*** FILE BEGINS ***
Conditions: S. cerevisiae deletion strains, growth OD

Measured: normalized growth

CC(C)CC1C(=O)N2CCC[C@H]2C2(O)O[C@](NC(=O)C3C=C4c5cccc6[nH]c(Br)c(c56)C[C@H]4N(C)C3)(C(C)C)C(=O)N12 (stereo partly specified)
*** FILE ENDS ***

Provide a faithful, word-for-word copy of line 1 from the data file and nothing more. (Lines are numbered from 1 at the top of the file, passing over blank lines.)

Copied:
Conditions: S. cerevisiae deletion strains, growth OD